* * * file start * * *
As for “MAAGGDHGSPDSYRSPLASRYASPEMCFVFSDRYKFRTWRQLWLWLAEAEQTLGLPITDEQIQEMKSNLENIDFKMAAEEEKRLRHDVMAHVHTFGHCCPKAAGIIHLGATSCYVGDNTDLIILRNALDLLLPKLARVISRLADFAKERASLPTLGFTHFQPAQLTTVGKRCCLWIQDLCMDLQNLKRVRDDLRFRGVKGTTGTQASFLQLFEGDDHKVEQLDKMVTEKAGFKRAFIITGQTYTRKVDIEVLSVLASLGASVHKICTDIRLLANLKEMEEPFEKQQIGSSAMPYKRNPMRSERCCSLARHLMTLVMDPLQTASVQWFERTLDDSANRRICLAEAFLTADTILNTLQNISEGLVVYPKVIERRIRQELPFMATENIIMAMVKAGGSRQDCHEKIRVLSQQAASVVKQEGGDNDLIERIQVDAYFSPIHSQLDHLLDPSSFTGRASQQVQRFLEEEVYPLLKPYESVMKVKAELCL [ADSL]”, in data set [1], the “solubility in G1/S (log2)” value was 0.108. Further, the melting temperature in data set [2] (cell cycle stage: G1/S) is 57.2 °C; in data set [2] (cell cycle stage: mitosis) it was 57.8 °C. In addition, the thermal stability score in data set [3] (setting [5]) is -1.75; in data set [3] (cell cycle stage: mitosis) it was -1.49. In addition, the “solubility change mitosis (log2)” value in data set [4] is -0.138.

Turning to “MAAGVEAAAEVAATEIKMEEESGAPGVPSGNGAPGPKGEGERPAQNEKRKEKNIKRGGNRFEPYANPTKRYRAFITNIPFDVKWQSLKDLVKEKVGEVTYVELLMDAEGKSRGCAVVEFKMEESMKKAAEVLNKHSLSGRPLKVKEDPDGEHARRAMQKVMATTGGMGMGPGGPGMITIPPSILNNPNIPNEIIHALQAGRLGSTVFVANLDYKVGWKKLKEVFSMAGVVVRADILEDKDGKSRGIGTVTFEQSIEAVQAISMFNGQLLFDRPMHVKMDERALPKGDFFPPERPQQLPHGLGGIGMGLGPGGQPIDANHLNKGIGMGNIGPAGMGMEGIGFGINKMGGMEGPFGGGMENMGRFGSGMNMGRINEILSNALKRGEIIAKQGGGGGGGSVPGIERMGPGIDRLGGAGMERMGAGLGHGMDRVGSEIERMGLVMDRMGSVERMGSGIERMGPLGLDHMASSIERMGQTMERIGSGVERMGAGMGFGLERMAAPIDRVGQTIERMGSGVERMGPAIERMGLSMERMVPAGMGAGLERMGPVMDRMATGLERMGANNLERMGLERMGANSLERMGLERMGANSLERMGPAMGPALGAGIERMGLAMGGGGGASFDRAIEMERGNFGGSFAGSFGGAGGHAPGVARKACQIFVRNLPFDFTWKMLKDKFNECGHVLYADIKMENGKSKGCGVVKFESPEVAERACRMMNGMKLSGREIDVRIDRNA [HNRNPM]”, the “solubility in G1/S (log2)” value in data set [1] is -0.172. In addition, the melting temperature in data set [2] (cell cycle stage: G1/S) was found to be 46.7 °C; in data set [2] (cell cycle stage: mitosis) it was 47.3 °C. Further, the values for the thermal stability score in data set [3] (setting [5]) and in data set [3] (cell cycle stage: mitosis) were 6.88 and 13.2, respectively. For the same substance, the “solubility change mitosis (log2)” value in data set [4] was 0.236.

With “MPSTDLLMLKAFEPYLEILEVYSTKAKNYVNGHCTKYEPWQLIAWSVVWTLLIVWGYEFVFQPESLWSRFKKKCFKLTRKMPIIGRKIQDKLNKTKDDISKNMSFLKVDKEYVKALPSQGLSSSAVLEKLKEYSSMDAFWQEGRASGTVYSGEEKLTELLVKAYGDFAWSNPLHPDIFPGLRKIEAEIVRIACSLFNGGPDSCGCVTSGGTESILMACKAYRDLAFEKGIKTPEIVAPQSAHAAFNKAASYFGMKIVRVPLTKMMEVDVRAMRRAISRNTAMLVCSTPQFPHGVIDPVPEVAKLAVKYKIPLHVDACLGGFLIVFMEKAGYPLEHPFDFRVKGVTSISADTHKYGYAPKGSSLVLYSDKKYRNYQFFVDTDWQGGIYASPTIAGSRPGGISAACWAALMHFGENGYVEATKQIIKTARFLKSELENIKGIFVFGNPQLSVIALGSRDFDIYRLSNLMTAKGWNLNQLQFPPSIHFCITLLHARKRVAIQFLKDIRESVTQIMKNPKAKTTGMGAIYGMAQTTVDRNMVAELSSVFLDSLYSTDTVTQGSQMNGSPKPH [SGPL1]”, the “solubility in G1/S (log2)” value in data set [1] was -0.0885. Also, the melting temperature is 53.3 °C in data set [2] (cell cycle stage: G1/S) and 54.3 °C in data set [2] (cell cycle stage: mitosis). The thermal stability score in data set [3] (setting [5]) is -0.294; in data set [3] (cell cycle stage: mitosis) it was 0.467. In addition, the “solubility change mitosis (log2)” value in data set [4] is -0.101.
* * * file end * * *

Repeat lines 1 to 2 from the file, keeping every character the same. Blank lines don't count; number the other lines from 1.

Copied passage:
As for “MAAGGDHGSPDSYRSPLASRYASPEMCFVFSDRYKFRTWRQLWLWLAEAEQTLGLPITDEQIQEMKSNLENIDFKMAAEEEKRLRHDVMAHVHTFGHCCPKAAGIIHLGATSCYVGDNTDLIILRNALDLLLPKLARVISRLADFAKERASLPTLGFTHFQPAQLTTVGKRCCLWIQDLCMDLQNLKRVRDDLRFRGVKGTTGTQASFLQLFEGDDHKVEQLDKMVTEKAGFKRAFIITGQTYTRKVDIEVLSVLASLGASVHKICTDIRLLANLKEMEEPFEKQQIGSSAMPYKRNPMRSERCCSLARHLMTLVMDPLQTASVQWFERTLDDSANRRICLAEAFLTADTILNTLQNISEGLVVYPKVIERRIRQELPFMATENIIMAMVKAGGSRQDCHEKIRVLSQQAASVVKQEGGDNDLIERIQVDAYFSPIHSQLDHLLDPSSFTGRASQQVQRFLEEEVYPLLKPYESVMKVKAELCL [ADSL]”, in data set [1], the “solubility in G1/S (log2)” value was 0.108. Further, the melting temperature in data set [2] (cell cycle stage: G1/S) is 57.2 °C; in data set [2] (cell cycle stage: mitosis) it was 57.8 °C. In addition, the thermal stability score in data set [3] (setting [5]) is -1.75; in data set [3] (cell cycle stage: mitosis) it was -1.49. In addition, the “solubility change mitosis (log2)” value in data set [4] is -0.138.

Turning to “MAAGVEAAAEVAATEIKMEEESGAPGVPSGNGAPGPKGEGERPAQNEKRKEKNIKRGGNRFEPYANPTKRYRAFITNIPFDVKWQSLKDLVKEKVGEVTYVELLMDAEGKSRGCAVVEFKMEESMKKAAEVLNKHSLSGRPLKVKEDPDGEHARRAMQKVMATTGGMGMGPGGPGMITIPPSILNNPNIPNEIIHALQAGRLGSTVFVANLDYKVGWKKLKEVFSMAGVVVRADILEDKDGKSRGIGTVTFEQSIEAVQAISMFNGQLLFDRPMHVKMDERALPKGDFFPPERPQQLPHGLGGIGMGLGPGGQPIDANHLNKGIGMGNIGPAGMGMEGIGFGINKMGGMEGPFGGGMENMGRFGSGMNMGRINEILSNALKRGEIIAKQGGGGGGGSVPGIERMGPGIDRLGGAGMERMGAGLGHGMDRVGSEIERMGLVMDRMGSVERMGSGIERMGPLGLDHMASSIERMGQTMERIGSGVERMGAGMGFGLERMAAPIDRVGQTIERMGSGVERMGPAIERMGLSMERMVPAGMGAGLERMGPVMDRMATGLERMGANNLERMGLERMGANSLERMGLERMGANSLERMGPAMGPALGAGIERMGLAMGGGGGASFDRAIEMERGNFGGSFAGSFGGAGGHAPGVARKACQIFVRNLPFDFTWKMLKDKFNECGHVLYADIKMENGKSKGCGVVKFESPEVAERACRMMNGMKLSGREIDVRIDRNA [HNRNPM]”, the “solubility in G1/S (log2)” value in data set [1] is -0.172. In addition, the melting temperature in data set [2] (cell cycle stage: G1/S) was found to be 46.7 °C; in data set [2] (cell cycle stage: mitosis) it was 47.3 °C. Further, the values for the thermal stability score in data set [3] (setting [5]) and in data set [3] (cell cycle stage: mitosis) were 6.88 and 13.2, respectively. For the same substance, the “solubility change mitosis (log2)” value in data set [4] was 0.236.